Q&A with Jos. C. Donato
Q: What was it about your great grandfather, Antonio Lochetto, you found so compelling that you felt moved to write a novel based on his life?
A: His righteous and adventurous spirit, without question.
Q: As an Italian American, how did you feel writing about a period in history that was very difficult for Italians?
A: It made me feel that present-day Italian Americans should be more aware of what took place just a few generations ago. I hope this book can contribute something positive about Italian culture, a sort of antidote to the present day reality show mentality that tends to be very demeaning.
Q: What was most difficult about writing this book?
A: Being true to history yet write a piece of fiction; there had to be the right proportion between the two.
Q: What is a greater passion– writing or preserving family history? Do you have other books in the works?
A: I’d have to say that preservation of family history comes first. My second book is about my father’s family experience in Brooklyn, New York during the 1920s.
Q: On an emotional level, what did you gain by writing this book?
A: Appreciation of my ancestors’ stamina and family bonds.
Q: If your great grandfather was here today to see what you’ve written, what do you think he’d say?
A: I think he’d appreciate that someone acknowledged his strong convictions.
Q: What's next on the horizon?
A: An adventure novel about 19th century trappers and mountain men out west. I wrote half of it 20 years ago and stuffed it in the attic. It's good to see it come to fruition. It will be out Spring 2016.
Q&A about Joe's latest novel, Joshua's Eden
Q: What drew you to the time period spotlighted in your new book, Joshua’s Eden?
A: I always had a longing for this time and felt very drawn to it.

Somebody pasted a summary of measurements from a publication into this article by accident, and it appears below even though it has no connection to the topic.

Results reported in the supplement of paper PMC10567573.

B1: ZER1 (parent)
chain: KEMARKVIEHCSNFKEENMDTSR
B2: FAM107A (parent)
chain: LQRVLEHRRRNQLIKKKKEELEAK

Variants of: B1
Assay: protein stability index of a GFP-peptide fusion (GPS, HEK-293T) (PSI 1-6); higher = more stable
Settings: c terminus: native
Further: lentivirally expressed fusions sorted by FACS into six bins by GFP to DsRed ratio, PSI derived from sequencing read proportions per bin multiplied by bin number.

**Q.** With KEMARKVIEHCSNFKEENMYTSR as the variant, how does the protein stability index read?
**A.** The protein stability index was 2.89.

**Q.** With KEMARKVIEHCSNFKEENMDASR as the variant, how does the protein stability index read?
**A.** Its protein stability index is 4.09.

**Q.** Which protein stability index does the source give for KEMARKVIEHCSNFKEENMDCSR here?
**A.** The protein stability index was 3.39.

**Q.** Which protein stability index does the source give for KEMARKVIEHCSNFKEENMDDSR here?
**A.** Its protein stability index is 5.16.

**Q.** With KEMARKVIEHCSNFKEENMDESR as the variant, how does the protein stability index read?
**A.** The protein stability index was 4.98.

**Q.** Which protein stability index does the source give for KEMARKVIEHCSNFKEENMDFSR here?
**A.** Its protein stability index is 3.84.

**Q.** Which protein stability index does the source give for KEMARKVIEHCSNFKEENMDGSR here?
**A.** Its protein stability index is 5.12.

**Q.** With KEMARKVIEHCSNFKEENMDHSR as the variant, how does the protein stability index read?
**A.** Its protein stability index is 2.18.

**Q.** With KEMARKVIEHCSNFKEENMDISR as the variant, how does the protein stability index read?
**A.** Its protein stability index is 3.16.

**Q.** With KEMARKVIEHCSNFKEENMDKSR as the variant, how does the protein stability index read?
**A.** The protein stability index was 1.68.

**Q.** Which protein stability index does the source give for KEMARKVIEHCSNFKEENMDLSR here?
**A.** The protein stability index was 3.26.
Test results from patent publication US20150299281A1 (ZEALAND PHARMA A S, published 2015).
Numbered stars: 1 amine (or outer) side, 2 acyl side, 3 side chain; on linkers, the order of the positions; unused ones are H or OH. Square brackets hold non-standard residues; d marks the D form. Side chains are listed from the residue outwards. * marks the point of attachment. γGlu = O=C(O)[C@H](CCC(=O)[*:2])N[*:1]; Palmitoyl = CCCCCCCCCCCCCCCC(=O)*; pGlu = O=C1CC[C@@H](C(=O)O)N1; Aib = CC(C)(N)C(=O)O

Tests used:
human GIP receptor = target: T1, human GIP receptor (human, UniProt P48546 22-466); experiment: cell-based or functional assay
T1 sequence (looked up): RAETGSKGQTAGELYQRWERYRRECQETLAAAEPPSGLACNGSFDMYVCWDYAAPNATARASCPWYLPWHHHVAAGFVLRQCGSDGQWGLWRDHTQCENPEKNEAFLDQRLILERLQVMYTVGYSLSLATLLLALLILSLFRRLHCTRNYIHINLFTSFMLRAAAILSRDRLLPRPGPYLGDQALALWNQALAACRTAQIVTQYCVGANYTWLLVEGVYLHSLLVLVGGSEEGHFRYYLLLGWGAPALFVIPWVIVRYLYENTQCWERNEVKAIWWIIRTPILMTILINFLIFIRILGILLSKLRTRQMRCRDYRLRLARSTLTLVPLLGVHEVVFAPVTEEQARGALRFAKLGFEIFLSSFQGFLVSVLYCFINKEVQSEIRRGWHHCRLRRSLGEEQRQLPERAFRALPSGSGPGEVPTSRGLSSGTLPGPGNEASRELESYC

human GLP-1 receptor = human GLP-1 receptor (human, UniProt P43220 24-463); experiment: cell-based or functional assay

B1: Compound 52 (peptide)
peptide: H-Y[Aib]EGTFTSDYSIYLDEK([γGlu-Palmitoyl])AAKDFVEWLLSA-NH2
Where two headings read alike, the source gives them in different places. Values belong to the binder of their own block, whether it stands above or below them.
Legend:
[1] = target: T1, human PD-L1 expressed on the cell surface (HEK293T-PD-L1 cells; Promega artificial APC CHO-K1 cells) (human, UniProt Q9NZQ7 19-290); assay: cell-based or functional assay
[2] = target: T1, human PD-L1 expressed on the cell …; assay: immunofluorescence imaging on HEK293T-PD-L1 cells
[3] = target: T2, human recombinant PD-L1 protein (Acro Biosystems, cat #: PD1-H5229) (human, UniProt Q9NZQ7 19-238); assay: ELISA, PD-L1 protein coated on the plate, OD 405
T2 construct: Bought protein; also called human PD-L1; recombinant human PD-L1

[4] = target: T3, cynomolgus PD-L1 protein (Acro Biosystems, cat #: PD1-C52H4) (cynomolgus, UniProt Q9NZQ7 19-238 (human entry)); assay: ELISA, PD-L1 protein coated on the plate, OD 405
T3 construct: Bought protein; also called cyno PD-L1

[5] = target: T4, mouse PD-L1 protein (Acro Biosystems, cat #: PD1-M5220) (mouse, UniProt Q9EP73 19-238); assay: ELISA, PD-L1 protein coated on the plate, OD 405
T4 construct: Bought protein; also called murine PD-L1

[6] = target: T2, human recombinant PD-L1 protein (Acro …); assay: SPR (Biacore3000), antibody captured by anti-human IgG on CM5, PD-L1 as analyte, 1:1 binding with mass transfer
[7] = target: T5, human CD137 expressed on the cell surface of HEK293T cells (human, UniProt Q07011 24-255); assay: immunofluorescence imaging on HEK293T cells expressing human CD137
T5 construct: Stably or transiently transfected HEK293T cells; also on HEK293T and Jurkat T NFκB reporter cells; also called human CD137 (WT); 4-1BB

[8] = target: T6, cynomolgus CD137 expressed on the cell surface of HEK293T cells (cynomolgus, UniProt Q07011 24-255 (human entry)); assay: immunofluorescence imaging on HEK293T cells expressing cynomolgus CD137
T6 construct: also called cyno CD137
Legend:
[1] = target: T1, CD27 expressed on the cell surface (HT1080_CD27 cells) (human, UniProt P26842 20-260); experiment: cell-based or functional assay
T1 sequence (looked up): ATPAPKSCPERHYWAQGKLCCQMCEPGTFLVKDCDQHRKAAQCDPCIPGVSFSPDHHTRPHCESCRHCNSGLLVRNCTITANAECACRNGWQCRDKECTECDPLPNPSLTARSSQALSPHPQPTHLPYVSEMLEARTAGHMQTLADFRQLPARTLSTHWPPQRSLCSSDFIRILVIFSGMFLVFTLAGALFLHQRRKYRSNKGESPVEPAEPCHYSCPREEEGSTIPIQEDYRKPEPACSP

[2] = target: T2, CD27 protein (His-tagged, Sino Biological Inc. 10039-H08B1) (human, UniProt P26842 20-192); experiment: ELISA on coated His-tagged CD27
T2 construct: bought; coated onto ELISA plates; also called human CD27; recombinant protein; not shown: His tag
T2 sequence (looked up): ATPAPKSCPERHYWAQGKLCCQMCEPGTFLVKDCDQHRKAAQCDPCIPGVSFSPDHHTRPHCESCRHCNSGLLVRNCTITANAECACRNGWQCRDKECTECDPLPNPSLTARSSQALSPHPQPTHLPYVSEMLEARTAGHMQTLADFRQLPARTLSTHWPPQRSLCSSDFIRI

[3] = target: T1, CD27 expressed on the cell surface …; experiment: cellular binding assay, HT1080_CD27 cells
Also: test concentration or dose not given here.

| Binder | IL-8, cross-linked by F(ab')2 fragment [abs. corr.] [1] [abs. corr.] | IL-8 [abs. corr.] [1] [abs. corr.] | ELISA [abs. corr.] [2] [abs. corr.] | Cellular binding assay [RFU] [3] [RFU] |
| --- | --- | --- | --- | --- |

Q: What was your introduction to the American West and what does the American West represent to you personally?
A: I’d have to say that my imagination was sparked when I was 12 years old, mainly through books by Zane Grey. I think, for me, the American West represents independence and individual initiative.
Q: What inspired the other-worldly events in Joshua’s Eden?
A: My lifelong interest in parallel existences. It was good to have no boundaries and let my imagination meld with all possibilities.
Q: This tale of survival and living from the land is juxtaposed with your obvious love for animals. How did you find a balance between these two extremes?
A: By acknowledging the harsh reality of life as well as the potential of human compassion.
Q: Would you go back in time to the American West as you have portrayed it, and if so, how would you find yourself in this challenging and beautiful landscape?
A: Maybe I would visit this era and this place to complete an unfinished destiny.
Q: Rumor has it that a past life memory sparked this novel. Is this true?
A: I always mourned not having a brother, and I can say that some truth lies between the pages. There are many facets to the realities surrounding us.